Other information obtained is in essential agreement with the above studies. Thus analysis of dimerized acids prepared from linoleic acid rich starting materials using heat alone or heat plus a catalyst, such as an acid or alkaline clay, shows that the product contains structurally similar acids having monocyclic tetra-substituted ring structures as well as acids with two and three rings, such additional rings generally being fused to the six carbon atom ring. The clay catalyzed dimerized acids have been shown to contain some aromatic rings according to ultraviolet and infrared spectroscopy. These aromatic rings are believed to be formed by hydrogen transfer (by catalytic action of clay) from a substituted cyclohexene ring to form a substituted benzene ring. Polymerization of pure oleic acid using a clay catalyst has been shown to yield a mixture of dimerized fat acids of which approximately 2530% by weight have a one-ring cyclic structure with the remainder being non-cyclic. However, when mixtures of oleic and linoleic acids (such as from tall oil) are polymerized, the resulting dimerized fat acid contains little if any dimer having a non-cyclic structure.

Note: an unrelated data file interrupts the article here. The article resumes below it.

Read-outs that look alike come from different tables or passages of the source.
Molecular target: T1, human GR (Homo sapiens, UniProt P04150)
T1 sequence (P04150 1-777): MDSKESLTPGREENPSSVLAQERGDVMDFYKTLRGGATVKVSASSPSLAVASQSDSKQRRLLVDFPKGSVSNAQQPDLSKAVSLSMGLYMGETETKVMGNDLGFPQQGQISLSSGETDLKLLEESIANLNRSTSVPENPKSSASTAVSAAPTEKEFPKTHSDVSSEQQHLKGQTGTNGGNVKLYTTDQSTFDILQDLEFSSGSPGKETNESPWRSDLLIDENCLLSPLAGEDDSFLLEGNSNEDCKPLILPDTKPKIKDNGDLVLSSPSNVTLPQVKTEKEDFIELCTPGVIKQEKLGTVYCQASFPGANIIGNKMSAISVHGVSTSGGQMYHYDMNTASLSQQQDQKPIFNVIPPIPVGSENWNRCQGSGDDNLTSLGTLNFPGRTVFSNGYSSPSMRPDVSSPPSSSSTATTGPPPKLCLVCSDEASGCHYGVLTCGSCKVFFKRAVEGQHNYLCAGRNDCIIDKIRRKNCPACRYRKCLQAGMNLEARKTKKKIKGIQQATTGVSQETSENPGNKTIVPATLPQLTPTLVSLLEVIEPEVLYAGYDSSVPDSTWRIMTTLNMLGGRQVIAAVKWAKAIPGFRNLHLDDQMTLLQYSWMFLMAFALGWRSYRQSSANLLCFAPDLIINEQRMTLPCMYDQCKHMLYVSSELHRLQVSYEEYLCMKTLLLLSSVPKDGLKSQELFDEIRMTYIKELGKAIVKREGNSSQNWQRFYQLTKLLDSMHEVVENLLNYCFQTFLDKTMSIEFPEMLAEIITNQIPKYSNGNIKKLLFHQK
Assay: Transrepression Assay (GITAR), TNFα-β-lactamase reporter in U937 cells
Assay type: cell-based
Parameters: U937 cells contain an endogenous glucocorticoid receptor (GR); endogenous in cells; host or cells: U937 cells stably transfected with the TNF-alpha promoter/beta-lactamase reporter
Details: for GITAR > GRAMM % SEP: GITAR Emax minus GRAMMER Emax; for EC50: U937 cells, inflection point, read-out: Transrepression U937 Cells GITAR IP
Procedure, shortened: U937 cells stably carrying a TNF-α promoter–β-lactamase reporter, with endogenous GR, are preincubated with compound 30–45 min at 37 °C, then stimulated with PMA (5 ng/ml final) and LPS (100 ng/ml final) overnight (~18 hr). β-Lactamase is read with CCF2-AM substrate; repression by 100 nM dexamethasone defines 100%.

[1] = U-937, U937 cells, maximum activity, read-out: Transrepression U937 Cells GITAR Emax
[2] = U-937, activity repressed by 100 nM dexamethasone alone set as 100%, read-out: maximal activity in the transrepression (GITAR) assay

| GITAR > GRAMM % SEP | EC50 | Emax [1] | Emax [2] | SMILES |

It is thus apparent that the polymerization of the ethylenically unsaturated acids yields complex products. The dimer fraction thereof, generally consisting of a mixture of acids, can be assigned the formula:

where D is a divalent hydrocarbon group containing 30 to 42 carbon atoms. It is also apparent that said divalent hydrocarbon group is complex. However, from the noted studies and other information obtained, it can be seen that a mixture of acids normally results from the polymerization and subsequent fractionation and these acids have structural and functional similarities. Thus such mixture of acids contains a significant proportion of acids having a six carbon atom ring (about 25% or more even when the starting fat acid is a mono-olefinically unsaturated acid such as oleic). The remaining carbon atoms in the divalent hydrocarbon group of such ring containing acids are then divided between divalent and monovalent radicals which may be saturated or ethylenically unsaturated. Such radicals may form one or more additional cyclic structures which are generally fused to the first six membered ring. Many of such dimeric acids may be considered as having a theoretical idealized, general formula as follows: